On a recent visit to Dave Ramsey’s EntreLeadership team in Nashville, the Unstoppable Cultures team was treated to a tour of their offices. At every turn, we encountered symbolism that reinforced their team-oriented culture. To chart sales goals, a stylized climbing wall marked progress. Associates’ photos were posted nearby and decorated with carabiners to denote milestones, such as years of service. You could almost hear chants of “Belay on” in the background. Yet, another symbol that is probably a more pervasive feature in offices across the globe was a bell in the middle of EntreLeadership’s office. This bell was large, elaborate and could be heard throughout the office when goals were achieved.
This encounter with the bell caused me to remember how as a young leader, I used a less-grand bell to gather my team when a joyful or critical announcement demanded everyone’s involvement. Yes, this was before the days of sending an email meeting appointment or a group text. There was something exciting and urgent about hearing that bell, and I suspect it would be a novel throwback ritual in most offices today.
The bell. The climbing wall and earned carabiners. All are examples of rituals that bind colleagues toward a common goal or common understanding. Rituals can also serve to bring people together who might not commonly work alongside each other.At Unstoppable Cultures, we talk about three pillars that mark cultures of enduring greatness, with one being nurturing cultures through systems. Workplace rituals are just one example of an intentional system leaders can and should put in place to connect employees with a core value or purpose.
Companies practice all types of recurring rituals.
- At Walmart stores, workers begin the day with a company cheer.
- Flipboard has “Mock O’Clock” where employees share informal demos of their projects as a means to encourage collaboration.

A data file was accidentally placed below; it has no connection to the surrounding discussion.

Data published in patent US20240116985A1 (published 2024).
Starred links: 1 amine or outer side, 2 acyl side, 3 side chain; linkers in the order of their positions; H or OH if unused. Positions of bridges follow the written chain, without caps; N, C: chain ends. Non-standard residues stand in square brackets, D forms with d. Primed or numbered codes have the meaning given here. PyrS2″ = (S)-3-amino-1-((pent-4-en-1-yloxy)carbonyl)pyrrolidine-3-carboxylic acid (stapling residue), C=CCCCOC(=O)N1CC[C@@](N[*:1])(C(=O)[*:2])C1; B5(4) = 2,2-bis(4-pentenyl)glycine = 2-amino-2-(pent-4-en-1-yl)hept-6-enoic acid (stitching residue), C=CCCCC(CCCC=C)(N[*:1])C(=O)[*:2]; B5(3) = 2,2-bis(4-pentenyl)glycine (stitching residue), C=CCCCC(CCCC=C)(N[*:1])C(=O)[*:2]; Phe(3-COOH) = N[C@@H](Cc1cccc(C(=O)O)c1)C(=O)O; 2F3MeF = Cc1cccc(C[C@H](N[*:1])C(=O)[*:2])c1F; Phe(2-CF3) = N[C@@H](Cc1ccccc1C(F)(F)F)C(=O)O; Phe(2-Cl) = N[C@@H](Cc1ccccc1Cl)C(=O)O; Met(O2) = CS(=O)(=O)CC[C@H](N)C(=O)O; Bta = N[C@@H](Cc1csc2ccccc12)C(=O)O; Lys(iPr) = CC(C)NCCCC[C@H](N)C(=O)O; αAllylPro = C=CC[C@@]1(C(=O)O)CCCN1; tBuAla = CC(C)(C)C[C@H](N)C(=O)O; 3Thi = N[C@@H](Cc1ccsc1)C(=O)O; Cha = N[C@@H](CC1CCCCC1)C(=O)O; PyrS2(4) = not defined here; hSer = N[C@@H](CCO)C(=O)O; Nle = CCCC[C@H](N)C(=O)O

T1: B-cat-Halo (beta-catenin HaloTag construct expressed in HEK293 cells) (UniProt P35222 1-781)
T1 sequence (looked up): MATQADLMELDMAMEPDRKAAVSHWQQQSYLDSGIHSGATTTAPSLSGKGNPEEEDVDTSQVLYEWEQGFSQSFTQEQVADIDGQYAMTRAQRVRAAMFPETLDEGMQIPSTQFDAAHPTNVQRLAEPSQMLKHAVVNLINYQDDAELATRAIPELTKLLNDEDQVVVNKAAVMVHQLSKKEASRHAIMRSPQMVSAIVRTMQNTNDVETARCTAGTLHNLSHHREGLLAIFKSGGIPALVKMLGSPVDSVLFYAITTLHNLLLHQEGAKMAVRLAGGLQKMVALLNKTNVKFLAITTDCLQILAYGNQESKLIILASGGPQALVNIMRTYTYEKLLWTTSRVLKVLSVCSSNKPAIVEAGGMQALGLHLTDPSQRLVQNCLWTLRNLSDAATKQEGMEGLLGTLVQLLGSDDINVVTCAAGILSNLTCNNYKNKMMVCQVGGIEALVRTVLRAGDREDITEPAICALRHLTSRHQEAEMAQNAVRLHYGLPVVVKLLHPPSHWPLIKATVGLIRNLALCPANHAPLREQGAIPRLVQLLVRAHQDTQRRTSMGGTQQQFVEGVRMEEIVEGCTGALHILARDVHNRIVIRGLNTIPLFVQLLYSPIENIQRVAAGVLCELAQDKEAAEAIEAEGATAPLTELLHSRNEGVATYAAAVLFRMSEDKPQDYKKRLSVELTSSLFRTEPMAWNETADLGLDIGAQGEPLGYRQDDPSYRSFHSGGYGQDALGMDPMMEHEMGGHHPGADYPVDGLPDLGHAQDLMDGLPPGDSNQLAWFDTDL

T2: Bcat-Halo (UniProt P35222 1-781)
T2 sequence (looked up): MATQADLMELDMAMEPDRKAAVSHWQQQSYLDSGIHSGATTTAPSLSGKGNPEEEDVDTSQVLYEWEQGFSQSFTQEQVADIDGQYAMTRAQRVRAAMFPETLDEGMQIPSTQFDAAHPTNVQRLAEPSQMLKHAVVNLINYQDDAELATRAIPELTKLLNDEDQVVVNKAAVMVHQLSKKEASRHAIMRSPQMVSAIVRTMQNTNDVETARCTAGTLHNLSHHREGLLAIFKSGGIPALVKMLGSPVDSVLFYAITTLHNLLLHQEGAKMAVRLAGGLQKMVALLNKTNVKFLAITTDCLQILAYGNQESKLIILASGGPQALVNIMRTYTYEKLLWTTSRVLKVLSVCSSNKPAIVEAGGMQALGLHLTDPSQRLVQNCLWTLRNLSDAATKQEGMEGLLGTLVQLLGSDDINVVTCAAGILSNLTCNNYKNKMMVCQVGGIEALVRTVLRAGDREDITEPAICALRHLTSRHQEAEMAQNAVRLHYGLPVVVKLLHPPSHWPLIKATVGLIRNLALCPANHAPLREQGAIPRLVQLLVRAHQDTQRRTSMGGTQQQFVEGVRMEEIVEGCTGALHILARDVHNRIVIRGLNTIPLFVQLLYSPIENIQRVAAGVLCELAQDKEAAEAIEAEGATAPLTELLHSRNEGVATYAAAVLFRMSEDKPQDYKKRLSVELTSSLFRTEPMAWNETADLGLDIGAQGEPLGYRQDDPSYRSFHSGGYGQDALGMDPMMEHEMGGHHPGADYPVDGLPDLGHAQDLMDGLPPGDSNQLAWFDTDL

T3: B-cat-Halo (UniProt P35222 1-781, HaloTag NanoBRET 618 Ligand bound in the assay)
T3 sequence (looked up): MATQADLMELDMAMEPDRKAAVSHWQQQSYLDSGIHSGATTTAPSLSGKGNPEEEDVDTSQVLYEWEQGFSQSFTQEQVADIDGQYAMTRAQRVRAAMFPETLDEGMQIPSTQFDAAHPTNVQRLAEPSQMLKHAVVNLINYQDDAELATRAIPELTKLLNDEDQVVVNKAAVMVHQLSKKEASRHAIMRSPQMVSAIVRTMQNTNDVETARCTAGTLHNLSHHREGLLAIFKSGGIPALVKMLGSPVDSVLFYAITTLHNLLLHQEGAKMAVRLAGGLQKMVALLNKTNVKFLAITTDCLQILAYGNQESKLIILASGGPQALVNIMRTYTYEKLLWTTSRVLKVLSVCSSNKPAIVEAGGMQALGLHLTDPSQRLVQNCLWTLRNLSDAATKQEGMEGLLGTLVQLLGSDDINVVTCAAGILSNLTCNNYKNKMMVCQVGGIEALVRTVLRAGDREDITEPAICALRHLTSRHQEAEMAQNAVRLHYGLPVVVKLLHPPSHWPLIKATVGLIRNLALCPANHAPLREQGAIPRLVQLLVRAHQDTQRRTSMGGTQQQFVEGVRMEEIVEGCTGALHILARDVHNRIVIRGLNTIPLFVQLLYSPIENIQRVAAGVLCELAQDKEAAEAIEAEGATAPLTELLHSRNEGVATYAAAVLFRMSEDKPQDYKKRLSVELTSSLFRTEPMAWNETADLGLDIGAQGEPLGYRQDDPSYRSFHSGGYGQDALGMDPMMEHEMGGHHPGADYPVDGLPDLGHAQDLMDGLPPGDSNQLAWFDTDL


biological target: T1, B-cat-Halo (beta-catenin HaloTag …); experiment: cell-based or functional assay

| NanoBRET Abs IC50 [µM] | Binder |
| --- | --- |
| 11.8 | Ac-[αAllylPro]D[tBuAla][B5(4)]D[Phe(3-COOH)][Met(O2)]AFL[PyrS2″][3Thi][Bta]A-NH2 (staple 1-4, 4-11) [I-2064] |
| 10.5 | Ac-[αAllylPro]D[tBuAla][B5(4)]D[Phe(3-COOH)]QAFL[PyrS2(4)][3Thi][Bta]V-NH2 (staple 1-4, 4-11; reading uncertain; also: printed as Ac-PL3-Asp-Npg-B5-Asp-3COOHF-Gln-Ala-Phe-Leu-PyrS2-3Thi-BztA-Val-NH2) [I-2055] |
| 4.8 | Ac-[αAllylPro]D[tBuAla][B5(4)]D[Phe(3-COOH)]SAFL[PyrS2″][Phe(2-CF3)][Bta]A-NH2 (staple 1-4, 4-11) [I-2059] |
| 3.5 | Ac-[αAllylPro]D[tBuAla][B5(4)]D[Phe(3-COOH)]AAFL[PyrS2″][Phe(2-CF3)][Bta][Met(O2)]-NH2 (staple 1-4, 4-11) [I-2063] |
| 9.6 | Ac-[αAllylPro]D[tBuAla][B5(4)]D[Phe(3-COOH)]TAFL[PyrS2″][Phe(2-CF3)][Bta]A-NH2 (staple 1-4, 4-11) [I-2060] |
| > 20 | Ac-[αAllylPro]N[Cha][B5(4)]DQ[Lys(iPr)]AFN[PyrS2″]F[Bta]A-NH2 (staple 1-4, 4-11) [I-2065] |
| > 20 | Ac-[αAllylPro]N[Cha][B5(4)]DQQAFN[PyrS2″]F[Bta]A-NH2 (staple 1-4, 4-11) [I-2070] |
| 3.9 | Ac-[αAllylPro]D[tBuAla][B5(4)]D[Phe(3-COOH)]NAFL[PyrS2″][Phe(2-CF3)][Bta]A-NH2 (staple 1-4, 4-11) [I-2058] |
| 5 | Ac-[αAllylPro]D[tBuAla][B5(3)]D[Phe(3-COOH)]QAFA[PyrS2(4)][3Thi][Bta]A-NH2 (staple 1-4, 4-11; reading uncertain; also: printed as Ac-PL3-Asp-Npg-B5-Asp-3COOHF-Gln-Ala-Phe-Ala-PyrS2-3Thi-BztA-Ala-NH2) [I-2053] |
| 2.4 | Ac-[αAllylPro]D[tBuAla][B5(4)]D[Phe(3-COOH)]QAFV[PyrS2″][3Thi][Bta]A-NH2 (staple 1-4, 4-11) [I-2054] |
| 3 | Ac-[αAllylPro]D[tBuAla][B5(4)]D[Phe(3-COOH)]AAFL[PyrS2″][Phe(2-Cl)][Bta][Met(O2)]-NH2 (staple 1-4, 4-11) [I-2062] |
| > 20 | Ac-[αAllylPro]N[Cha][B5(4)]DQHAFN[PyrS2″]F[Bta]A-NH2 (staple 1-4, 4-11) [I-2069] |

- At Yelp, salespeople bang a gong when they close a sale.
- One of the most unique rituals can be found at Ideo: Wednesday tea time.
For further inspiration regarding rituals I looked to Laurel Harper, a leader in People Operations at Whataburger, who provided an expansive description of a ritual called WhataGames that has been a part of that company’s culture since 1996. Laurel said, “It’s an intense six-month long bi-annual competition where employees, who we call Family Members, compete to win more than $200,000 in cash prizes to all members of the Gold, Silver and Bronze winning teams. The friendly, spirited competition is a way to support Whataburger’s commitment to freshness, quality and customer service while investing in our Family Members.
“During the competition, restaurant teams demonstrate their knowledge of company history and restaurant procedures, how they deliver customer service and build high performing teams. Every restaurant systemwide, now more than 820, starts in the competition before being narrowed down to semifinalists. Then the finalists head to WhataGames where the winning teams take home the prize along with cash for the team members that stayed behind to operate their restaurants.
“What started as a training exercise over 20 years ago has become a big part of Whataburger culture. We’ve heard feedback that our Family Members love being able to connect with one another and are proud that Whataburger is genuinely investing in them in meaningful ways.”
In some cases, a well-worn ritual may require a facelift. Southwest Airlines held an after-hours Friday Deck Party on its headquarters’ outdoor deck for decades. It provided a way for employees to interact and let off steam after a long week. But as the company grew, this practice morphed into a Monday Deck Party which allowed newly hired employees who arrive for training each Monday to interact with more tenured employees and gain a deeper understanding of the culture.
Let us know about your company rituals. Is there one you’ve been doing for a long time that’s ready for a facelift? Or perhaps it’s time to start a new ritual that nourishes the culture you wish to be. We would love to help by inviting you to be part of the Unstoppable Cultures Fellowship, where you will experience meaningful time with renowned culture architects discussing and solving your real-life culture issues; maybe you will leave Santa Fe with a new workplace ritual to launch!
Whether your rituals are about eating, celebrating, competing, or collaboration, it’s certain that employees forge a stronger bond and deeper appreciation for the organization because of these meaningful practices.
P.S. For more on implementing workplace rituals see: Three Rules For Creating Workplace Rituals To Improve Company Culture